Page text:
Where are they playing?

The Uniter’s guide to downtown music venues

The Uniter’s ultimate downtown venue guide

Whether you're a new post-secondary student wondering where the cool music can be found downtown or a music lover that can't keep track of which venues are open or closed (the last year has seen the Lo Pub, Negative Space, Pop Soda's, Republic and more shut down) the Uniter hopes this grid of its favourite downtown live music venues will fill your sound-hungry belly.


Union Sound Hall

110 Market Ave

The newest venue to open in Winnipeg definitely aims to give music fans what they’re after, with a team of A-list investors/operators/music fans that may or may not have been assembled like the A-Team.

“Gee, which one of us is Murdoch, I wonder?” Co-owner Tyler “Hunnicutt” Sneesby jokes. “Kevin Trosky is definitely the Hannibal. He was the one that brought the opportunity to all of us. He’s had success with Greenroom and wanted to open another room. So when the space became available, he rounded us all up to help with the vision of the room. Luckily, we’ve all worked together lots over the years so there’s no odd man out.”

Drawing inspiration from such venues as Vancouver’s Fortune, Calgary’s Commonwealth and the legendary First Avenue/7th St. Entry in Minneapolis, the group also wanted to make Union Sound Hall its own animal.

“First Ave./7th St. Entry was definitely a venue that came up a lot amongst the group in early meetings,” Sneesby says. “We like their big room/small room format, and we also admire how rigid they are in terms of scheduling their set times – if an opener is scheduled at 9 PM, they’re strumming their first chord at 9 PM. That’s something we’d like to push Winnipeggers towards because we are notoriously late-arriving audiences.”

Hosting recent gigs by hometown heroes Royal Canoe and Grand Analog, as well as this week’s James Murphy DJ set, has brought the audiences out in droves. So far, the reaction to the space has been positive. 

“It’s been a little overwhelming,” the DJ says. “I’m just waiting for the backlash to begin – I’m predicting it will happen after people see our goofy mugs on the cover of this issue.”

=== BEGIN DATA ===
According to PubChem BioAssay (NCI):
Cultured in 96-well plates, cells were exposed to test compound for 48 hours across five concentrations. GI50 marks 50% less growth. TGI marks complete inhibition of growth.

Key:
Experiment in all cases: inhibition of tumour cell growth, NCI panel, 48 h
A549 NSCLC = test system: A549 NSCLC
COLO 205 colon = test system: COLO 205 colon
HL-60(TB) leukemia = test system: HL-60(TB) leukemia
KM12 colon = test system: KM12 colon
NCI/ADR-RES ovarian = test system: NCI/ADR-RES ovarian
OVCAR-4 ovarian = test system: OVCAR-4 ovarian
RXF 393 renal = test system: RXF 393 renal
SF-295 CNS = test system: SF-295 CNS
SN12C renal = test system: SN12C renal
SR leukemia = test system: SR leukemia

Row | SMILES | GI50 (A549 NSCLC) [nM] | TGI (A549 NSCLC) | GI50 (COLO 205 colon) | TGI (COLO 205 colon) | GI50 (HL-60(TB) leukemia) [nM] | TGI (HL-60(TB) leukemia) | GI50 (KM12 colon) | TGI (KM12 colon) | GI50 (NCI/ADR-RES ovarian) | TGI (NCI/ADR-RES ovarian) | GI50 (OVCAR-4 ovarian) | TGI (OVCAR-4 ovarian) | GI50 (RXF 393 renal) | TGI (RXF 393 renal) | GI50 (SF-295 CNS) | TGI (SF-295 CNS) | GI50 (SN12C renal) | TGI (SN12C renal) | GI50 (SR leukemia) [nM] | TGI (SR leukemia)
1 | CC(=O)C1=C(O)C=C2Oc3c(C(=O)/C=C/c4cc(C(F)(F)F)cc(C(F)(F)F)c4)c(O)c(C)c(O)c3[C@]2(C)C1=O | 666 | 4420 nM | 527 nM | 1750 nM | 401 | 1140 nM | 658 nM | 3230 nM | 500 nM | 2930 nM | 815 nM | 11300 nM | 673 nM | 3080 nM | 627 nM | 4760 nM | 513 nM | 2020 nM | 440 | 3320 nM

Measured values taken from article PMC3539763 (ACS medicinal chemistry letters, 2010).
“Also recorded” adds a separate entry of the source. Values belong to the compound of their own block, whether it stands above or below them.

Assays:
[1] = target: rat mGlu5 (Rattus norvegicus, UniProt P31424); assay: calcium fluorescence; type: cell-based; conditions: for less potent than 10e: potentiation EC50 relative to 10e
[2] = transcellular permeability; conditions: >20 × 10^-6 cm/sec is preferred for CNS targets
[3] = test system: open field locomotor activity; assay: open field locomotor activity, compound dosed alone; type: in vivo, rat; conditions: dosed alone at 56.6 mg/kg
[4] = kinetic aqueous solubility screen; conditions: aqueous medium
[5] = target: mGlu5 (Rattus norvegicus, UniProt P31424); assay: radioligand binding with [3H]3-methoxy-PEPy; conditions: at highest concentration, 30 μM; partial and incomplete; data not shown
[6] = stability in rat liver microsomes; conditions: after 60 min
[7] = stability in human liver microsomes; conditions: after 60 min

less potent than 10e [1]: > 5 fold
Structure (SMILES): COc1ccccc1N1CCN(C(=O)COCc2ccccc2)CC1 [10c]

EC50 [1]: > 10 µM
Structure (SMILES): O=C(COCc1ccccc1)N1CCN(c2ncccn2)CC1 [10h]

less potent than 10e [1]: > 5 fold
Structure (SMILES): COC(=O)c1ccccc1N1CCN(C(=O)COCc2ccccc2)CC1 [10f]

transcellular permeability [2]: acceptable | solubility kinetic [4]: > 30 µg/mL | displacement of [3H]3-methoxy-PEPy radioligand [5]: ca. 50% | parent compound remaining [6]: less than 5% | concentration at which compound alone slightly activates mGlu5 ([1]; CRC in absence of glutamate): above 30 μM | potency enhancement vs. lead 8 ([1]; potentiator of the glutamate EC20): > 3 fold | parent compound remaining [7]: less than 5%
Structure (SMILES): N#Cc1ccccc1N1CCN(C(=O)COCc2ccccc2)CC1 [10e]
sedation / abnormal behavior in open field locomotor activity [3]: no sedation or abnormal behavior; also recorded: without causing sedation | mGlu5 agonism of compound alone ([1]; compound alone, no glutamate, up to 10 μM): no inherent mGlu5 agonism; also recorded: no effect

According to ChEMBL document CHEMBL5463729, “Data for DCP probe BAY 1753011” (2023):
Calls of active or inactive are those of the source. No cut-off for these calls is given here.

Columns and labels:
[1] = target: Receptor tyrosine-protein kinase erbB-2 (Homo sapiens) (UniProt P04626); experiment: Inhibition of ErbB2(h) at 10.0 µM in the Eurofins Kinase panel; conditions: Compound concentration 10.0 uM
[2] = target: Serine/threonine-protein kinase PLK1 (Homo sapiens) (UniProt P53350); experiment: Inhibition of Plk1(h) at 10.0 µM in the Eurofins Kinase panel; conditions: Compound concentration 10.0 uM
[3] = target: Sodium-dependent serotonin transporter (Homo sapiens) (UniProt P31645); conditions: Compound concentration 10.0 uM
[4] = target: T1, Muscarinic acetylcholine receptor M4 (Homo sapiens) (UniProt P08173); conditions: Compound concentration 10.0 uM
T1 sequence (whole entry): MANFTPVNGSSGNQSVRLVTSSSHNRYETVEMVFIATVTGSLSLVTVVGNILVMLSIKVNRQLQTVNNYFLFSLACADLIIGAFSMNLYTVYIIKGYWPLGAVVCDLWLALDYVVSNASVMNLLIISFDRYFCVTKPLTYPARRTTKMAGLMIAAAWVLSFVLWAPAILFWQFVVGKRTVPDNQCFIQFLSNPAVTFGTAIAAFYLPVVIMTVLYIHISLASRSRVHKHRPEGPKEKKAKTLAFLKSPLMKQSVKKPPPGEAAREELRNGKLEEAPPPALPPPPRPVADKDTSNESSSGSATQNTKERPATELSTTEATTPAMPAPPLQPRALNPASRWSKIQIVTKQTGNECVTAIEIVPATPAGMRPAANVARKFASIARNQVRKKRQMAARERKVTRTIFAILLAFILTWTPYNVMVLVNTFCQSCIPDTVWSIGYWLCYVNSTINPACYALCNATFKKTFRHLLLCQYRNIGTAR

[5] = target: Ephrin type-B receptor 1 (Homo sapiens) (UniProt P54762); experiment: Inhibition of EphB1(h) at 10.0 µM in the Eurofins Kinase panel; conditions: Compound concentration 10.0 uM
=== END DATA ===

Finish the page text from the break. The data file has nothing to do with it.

The Cavern

112 Osborne Street

One of the most intimate and drunken spaces in the city is often host to classic pub-style acts (soul & classic rock covers) but it's the nightly local shows that keep Osborne loud. The odd Monday night Three for Free!!! series always works and the jam nights and Trivaoke (yup, it's what you think it is) are fan favourites.

Exchange Community Church

75 Albert Street

This space seemed to become a venue out of necessity for a lack of them on Albert Street this past spring. With its high ceiling, well-worn entranceway and giant neon cross, it's eclectic yet welcoming stage hosted many a charity event and straight-up rock show this year.

“A peaceful space that can get pretty darn noisy,” says Andy Cole of local trio Eagle Lake Owls. “You'll hear every nuance of a folk show, bang your head to a rock show and swear you heard a marching band coming out the windows as you walk by on Albert Street.”

Frame Arts Warehouse

318 Ross Ave

This five-story former sewing factory has been a hub for the arts in Winnipeg - from its art gallery to studio spaces and the fact that it plays host to a slew of rock shows, art installations, comedy nights and plays, it's also been home to the Purple Room, a 50 seat venue, since March of this year.

“A visitor from New York said it had the feel of her favourite underground concert spots in Brooklyn, and that's what we're going for - a rough-around-the-edges place where art, creativity, and weirdness can flourish,” Purple Room founder Paul Little says. “Since opening, it's been home to touring singer/songwriters, improv comedy, zumba classes, the Winnipeg Comedy Festival, all-ages afternoon punk & hardcore, slam poetry, swing dancing, international fringe theatre, experimental rock, and even laser tag.”

Garrick Hotel

287 Garry Street